There are parallels between the red-baiting years of the 1950s and the treatment of the Wikileaks founder today, argues HELEN MERCER
“IF WARS can be started by lies, they can be stopped by truth”: Julian Assange, publisher.
Nearly 70 years ago, in 1951, the founder and director of International Publishers Ltd, Alexander Trachtenberg, was one of a group of communists arrested and indicted under the 1940 Alien Registration Act, known as the Smith Act.
Indictments under this Act formed part of the general process known as McCarthyism which effectively succeeded in its aim of disarming and immobilising the CPUSA.
Trachtenberg received a three-month sentence, which ended when the key witness retracted. He was convicted again in 1956 but the conviction was later overturned.
Many Star readers may find books published by International Publishers on their shelves: works by Marx, Engels and Lenin (including the Little Lenin Library) and works developing their ideas; analyses of modern-day imperialism, of Soviet economic development, of US industry and labour conditions and the history of negro slavery; works of new US “proletarian” writers.
In 1952 a public meeting was held in defence of Trachtenberg, and the speeches at the meeting were brought together in a pamphlet, Publisher on Trial: the case of Alexander Trachtenberg.
Speakers included William Patterson, executive secretary of the Civil Rights Congress, Howard Fast and the historians Philip S Foner and Herbert Aptheker, as well contributions sent from Britain by DN Pritt and Rajani Palme Dutt.
Speakers focused on two elements. First, the charges against Trachtenberg as a publisher represented an attack on the right to hold alternative views or to read alternative literature, as Howard Fast noted: “The indictment has a singularity as exercised toward him. Both the man and the books he has published are on trial.”
Second, the speeches linked the indictments to mounting militarisation and preparation for war.
There are striking parallels between the words used in this pamphlet to defend Trachtenberg, and the words used currently by defenders of Julian Assange.
The wider intention of the prosecutions against both men was and is to stifle all dissent and especially to silence the voices raised against mongering cold and hot, old and new wars.
Both cases have dire implications for other publishers.
In 1950 Albert Maltz wrote: “If Alexander Trachtenberg is locked behind bars then the shadow of those bars will fall upon the desk of every publisher in the United States.
“Imprison the publisher of Marxist works today and then let us see what other publishers will dare print tomorrow.”
In 2020 the charges against Assange, as his lawyer Jen Robinson has stated, relate to “activity that journalists engage in all the time and any prosecution and extradition of Mr Assange for having done so or [being] alleged to have done so will place a massive chill on investigative journalism the world over.”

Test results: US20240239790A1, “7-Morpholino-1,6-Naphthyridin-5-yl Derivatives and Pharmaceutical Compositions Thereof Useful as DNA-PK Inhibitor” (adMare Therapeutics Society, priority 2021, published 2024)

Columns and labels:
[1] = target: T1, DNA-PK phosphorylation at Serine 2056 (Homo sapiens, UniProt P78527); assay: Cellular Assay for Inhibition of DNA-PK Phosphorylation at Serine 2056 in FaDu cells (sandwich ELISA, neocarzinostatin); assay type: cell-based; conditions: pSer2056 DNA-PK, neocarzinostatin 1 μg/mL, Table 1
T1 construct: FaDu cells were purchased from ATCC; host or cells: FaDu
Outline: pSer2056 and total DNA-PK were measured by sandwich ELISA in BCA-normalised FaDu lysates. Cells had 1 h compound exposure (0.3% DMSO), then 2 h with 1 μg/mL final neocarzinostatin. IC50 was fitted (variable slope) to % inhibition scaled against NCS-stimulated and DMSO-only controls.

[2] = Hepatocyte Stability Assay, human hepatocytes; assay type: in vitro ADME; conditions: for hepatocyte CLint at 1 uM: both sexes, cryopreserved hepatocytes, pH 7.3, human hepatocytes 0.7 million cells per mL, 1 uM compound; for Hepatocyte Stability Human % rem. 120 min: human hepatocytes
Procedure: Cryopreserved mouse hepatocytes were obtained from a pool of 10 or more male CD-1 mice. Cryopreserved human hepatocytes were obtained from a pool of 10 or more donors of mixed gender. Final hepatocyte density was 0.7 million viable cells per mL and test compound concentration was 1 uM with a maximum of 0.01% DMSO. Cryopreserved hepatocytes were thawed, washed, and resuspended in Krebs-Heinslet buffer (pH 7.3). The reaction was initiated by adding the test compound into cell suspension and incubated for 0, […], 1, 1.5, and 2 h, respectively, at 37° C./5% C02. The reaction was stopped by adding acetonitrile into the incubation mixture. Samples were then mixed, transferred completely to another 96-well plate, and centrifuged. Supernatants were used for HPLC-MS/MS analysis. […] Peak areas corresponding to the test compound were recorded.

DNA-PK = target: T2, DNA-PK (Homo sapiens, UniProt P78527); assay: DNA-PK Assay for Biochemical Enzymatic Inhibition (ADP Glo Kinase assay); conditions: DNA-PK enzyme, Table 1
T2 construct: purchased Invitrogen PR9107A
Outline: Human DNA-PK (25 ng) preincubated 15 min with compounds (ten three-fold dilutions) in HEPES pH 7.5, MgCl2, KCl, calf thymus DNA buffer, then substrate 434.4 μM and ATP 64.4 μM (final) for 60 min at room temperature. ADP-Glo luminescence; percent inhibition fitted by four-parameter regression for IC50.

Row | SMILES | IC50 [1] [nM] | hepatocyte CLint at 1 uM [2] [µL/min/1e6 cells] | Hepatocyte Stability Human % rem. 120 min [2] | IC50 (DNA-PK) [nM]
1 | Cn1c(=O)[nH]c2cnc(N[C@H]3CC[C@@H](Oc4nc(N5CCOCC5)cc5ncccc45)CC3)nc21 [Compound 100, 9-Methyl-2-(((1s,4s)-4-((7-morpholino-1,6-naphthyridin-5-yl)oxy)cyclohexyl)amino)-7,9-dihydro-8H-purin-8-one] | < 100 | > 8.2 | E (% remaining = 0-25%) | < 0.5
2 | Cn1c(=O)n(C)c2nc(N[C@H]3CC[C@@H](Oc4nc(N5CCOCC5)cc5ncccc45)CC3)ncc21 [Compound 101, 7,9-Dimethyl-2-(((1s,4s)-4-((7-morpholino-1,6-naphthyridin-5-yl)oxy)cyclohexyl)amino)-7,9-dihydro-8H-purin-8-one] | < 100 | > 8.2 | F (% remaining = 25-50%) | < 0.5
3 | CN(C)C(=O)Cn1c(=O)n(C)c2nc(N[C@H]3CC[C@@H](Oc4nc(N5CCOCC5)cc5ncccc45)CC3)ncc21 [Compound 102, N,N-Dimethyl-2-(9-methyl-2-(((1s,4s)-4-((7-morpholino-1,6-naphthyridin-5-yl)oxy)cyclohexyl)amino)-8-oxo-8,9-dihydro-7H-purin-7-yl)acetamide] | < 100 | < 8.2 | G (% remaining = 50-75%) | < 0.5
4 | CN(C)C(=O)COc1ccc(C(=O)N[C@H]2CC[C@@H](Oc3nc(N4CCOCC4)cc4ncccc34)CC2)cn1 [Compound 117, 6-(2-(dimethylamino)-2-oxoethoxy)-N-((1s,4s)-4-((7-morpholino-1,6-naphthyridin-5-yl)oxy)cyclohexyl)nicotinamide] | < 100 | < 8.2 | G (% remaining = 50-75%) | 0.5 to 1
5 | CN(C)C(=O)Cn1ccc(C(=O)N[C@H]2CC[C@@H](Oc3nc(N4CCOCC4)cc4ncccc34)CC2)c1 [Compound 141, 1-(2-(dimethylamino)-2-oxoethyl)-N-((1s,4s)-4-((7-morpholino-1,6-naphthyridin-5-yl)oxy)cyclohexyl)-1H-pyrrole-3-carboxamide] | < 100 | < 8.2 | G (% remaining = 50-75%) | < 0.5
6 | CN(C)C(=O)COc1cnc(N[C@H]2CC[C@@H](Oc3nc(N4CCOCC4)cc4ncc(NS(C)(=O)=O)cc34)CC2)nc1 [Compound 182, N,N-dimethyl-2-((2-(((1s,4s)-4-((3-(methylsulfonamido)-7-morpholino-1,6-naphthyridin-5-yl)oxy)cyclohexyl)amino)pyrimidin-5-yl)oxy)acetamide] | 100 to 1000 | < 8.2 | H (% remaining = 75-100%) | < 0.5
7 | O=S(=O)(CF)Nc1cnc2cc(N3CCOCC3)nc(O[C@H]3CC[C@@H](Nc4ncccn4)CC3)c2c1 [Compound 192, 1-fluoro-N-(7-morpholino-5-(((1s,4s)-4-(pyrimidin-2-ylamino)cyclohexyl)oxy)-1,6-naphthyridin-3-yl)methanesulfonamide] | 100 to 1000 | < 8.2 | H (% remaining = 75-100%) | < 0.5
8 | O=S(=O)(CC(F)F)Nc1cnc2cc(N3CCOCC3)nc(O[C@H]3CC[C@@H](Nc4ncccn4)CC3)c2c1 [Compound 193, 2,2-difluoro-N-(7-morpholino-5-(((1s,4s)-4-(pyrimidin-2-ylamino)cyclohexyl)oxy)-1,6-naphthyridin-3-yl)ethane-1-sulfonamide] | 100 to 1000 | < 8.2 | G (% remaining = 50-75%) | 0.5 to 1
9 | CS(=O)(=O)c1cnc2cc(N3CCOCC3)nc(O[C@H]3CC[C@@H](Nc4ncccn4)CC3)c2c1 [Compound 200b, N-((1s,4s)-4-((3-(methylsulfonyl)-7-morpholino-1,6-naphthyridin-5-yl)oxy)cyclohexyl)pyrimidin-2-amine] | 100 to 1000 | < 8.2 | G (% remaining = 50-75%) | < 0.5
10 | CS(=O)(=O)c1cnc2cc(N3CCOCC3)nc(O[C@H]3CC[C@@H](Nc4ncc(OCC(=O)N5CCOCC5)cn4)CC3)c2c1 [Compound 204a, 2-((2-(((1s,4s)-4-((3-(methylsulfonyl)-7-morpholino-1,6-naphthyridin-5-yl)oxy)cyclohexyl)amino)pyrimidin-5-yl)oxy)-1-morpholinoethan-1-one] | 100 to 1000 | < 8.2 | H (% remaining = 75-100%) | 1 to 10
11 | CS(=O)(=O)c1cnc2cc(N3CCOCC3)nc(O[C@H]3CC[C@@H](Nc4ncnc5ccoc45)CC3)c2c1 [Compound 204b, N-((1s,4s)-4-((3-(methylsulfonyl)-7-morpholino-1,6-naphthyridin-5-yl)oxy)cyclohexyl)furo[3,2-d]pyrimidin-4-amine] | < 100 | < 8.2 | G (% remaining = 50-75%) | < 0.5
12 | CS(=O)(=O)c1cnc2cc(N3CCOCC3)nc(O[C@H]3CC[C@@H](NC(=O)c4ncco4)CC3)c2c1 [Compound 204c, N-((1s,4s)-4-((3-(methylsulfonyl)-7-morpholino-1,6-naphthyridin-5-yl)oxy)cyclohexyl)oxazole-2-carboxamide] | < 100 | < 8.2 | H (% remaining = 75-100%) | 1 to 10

In both cases, the charges brought under the Smith Act in 1950 or at Assange’s extradition hearings in 2020 under the US Espionage Act are prima facie violations of the First Amendment of the US constitution.
Following the collapse of the appeal to the Supreme Court that the Smith Act violated the First Amendment, Justice William O Douglas issued a dissenting opinion, arguing that the judgement “is to make freedom of speech turn not on what is said but on the intent with which it is said.
“Once we start on that road we enter territory dangerous to the liberties of every citizen … we then start probing men’s minds for motive and purpose; they become entangled in the law not for what they did but for what they thought.”
The Washington Post in 1950 saw the aim of the legal attack on the CPUSA as “not so much the protection and security of the state as the exploitation of justice for the purpose of propaganda.”
With regard to the indictment against Assange, the New York Times stated on May 23 2019: “The new charges focus on receiving and publishing classified material from a government source.
“That is something journalists do all the time. They did it with the Pentagon Papers and in countless other cases where the public benefited from learning what was going on behind closed doors, even though the sources may have acted illegally.
“This is what the First Amendment is designed to protect: the ability of publishers to provide the public with the truth.”
Supposed guardians of a free press and many left radicals and liberals deserted Trachtenberg just as Julian has experienced today.
In the case of Trachtenberg, condemnation was made automatic through the intense red-baiting of the day.
As a result, “the people whose professional duty is to be the guardian of the free press — the publishers, professors, teachers in the schools, librarians, booksellers…” kept silent, “saving their reputations,” wrote Maltz.
Assange was systematically and interminably defamed by reference to allegations of rape, now dropped: “The result is that Assange has become a pariah,” according to Patrick Cockburn.
“Lost is the fact that he and Wikileaks did what all journalists should do, which is to make important information available to the public, enabling people to make evidence-based judgments about the world around them and, in particular, about the actions of their governments.”
The speech by Angus Cameron, himself a radical publisher and later blacklisted, explained what was at stake: “Americans must come to realise before it is too late that the freedom of speech and the freedom of the press which they take for granted are the right to express heresy to the current view whether that current view be the precepts of a tyrannical 17th-century theocracy in Massachusetts or against the precepts of a 20th-century financial-military oligarchy in Washington DC and New York City.”
The same applies today in the defence of Julian Assange.
The original source of this article is MORNING STAR, July 2020